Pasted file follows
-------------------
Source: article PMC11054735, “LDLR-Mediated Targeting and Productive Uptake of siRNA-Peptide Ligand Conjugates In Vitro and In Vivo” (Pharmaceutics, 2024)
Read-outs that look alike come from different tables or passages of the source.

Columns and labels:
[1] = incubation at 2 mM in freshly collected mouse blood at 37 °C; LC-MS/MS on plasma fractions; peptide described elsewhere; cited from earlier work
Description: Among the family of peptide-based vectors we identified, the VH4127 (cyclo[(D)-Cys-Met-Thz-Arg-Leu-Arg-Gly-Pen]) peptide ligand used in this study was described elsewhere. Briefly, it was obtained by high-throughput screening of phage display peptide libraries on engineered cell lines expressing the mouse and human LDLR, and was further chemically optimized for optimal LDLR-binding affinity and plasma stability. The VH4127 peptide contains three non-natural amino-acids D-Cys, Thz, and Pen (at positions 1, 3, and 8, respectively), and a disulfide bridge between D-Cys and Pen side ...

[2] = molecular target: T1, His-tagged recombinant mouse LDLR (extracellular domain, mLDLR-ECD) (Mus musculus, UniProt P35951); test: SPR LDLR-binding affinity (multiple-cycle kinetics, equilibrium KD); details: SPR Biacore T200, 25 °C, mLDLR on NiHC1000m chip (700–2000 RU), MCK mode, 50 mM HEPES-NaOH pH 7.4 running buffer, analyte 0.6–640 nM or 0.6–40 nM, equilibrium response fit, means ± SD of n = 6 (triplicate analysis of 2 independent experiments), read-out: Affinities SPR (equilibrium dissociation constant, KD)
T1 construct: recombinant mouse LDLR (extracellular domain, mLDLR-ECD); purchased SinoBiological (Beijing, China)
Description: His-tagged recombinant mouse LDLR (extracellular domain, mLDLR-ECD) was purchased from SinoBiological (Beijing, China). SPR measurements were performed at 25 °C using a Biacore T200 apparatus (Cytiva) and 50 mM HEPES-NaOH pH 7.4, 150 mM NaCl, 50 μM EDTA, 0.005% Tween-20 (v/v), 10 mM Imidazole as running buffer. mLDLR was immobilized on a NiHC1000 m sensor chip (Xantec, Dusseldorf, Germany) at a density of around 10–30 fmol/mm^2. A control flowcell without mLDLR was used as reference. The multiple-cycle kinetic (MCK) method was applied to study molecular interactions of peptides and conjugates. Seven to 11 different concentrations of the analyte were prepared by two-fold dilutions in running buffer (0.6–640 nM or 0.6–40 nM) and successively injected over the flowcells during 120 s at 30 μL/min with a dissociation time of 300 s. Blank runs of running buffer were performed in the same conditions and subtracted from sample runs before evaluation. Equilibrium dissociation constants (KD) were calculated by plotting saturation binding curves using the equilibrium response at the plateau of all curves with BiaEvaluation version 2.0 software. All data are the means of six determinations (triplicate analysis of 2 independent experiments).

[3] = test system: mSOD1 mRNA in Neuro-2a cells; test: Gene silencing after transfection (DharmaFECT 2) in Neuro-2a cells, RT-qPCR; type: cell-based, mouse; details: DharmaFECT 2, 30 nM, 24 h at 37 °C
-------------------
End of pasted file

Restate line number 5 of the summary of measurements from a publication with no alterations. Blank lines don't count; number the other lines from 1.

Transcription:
Description: Among the family of peptide-based vectors we identified, the VH4127 (cyclo[(D)-Cys-Met-Thz-Arg-Leu-Arg-Gly-Pen]) peptide ligand used in this study was described elsewhere. Briefly, it was obtained by high-throughput screening of phage display peptide libraries on engineered cell lines expressing the mouse and human LDLR, and was further chemically optimized for optimal LDLR-binding affinity and plasma stability. The VH4127 peptide contains three non-natural amino-acids D-Cys, Thz, and Pen (at positions 1, 3, and 8, respectively), and a disulfide bridge between D-Cys and Pen side ...